If Phillips is going to correct one thing, it has to be the development of the secondary. Terrence Newman and Roy Williams were supposed to be Pro Bowl caliber players to lead the secondary, but the group was flat out embarrassed at times last season. Veteran safety Ken Hamlin has the potential to help out. For a team that has drafted so many "impact" defensive players, it's about time that everybody comes together and lives up to their potential. The Cowboys will be neck and neck with the Eagles again this year and will probably hold the division lead back and forth. In the end, Dallas will fall just shy of the division champions.

3. Washington Redskins - Between all the quarterback changes in the NFC East last season, don't forget that Jason Campbell took over for Mark Brunell mid-way through the season and did exceptionally well. After sitting on the bench for an entire season, Campbell seemed to have the mentality of how to manage a game, particularly knowing when to throw the ball deep for a surprise score. Campbell threw for 10 touchdowns and 6 interceptions in 7 games. Most of those games came without Clinton Portis at running back.

Portis is the Redskins' starting running back, but Ladell Betts took advantage of his injury last year, running for over 1,000 yards with a 4.7 yards-per-carry average. Betts provided a spark to the Redskins offense when there were no other weapons available. Santana Moss took a big step backwards in production last year, much like Steve Smith over on the Carolina Panthers. The Redskins still failed to add any impact receivers besides Moss, which will prevent Campbell from reaching his full potential this year. The Redskins were able to make the postseason two years ago in a similar offense though, so if the Redskins are to spoil either Dallas or Philadelphia, they'll need help from the defense.

Last year, the Redskins defense was atrocious, ranking 31st in the league overall. With that poor of a ranking, a defense usually needs a major overhaul. In some cases, several new players can make a significant difference if they all click at a high level. That's what the Redskins are attempting this year after drafting safety LaRon Landry and signing free agent linebacker London Fletcher. Landry and Sean Taylor can combine for possibly the best safety combination in football. While Landry and Fletcher were big signings for the Redskins, Joe Gibbs will need another year of work to move past seven wins this year.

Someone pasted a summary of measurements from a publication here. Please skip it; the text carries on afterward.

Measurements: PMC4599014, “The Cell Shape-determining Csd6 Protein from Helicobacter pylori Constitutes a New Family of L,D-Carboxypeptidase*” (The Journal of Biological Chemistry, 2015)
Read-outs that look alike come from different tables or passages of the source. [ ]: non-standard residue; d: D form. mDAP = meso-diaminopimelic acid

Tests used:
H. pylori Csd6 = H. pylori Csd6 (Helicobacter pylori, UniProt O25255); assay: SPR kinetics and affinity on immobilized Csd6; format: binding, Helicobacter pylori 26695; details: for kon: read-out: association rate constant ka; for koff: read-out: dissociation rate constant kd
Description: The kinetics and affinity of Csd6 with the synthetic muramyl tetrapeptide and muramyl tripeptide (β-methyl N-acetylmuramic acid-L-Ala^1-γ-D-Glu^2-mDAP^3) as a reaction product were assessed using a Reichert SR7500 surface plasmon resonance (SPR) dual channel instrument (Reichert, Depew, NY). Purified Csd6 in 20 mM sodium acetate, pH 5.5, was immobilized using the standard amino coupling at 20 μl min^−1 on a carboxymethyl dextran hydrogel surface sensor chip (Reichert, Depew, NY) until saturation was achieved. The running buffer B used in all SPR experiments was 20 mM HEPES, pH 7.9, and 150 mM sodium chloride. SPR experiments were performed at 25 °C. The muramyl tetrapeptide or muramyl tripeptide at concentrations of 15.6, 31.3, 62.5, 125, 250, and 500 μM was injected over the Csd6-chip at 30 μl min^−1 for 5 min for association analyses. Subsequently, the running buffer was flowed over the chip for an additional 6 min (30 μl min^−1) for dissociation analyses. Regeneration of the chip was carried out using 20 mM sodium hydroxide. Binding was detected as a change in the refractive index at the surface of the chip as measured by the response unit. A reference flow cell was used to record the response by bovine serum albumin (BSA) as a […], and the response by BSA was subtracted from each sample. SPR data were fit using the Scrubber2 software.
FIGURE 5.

4. New York Giants - I don't care how much talent this team has: they will still be a complete mess. There's no way that team chemistry has improved from last season with all of the egos on this team. Eli Manning will never be able to flourish into the type of player that his brother is unless he has the support from his teammates.

Plaxico Burress and Jeremy Shockey have attitude problems on a weekly basis. Tiki Barber, one of the best players in the NFL, retired. The offensive line didn't get any better than it was last season. The only thing I'm envisioning with the Giants are a highlight reel of bloopers to be aired on a weekly basis. If the NFL came in and gutted this team and allowed each player to sign with a different team, there would be a market for half of the players because they are very talented still. When you group these particular individuals together though, it just isn't going to work.

The biggest mess could be at the running back position. Brandon Jacobs has always been a goal line back, and Reuben Droughns clearly lost several steps last year in Cleveland. There will be games where the Giants are able to hold things together long enough, probably early in the year. As soon as things can rough again though, the Giants are going to find themselves at the bottom of the division with a new head coach next year. If that man happen to be Bill Cowher, be may actually be the type of coach that can keep all of these egos on one team and keep them under control. Unfortunately, that does nothing for the Giants this year.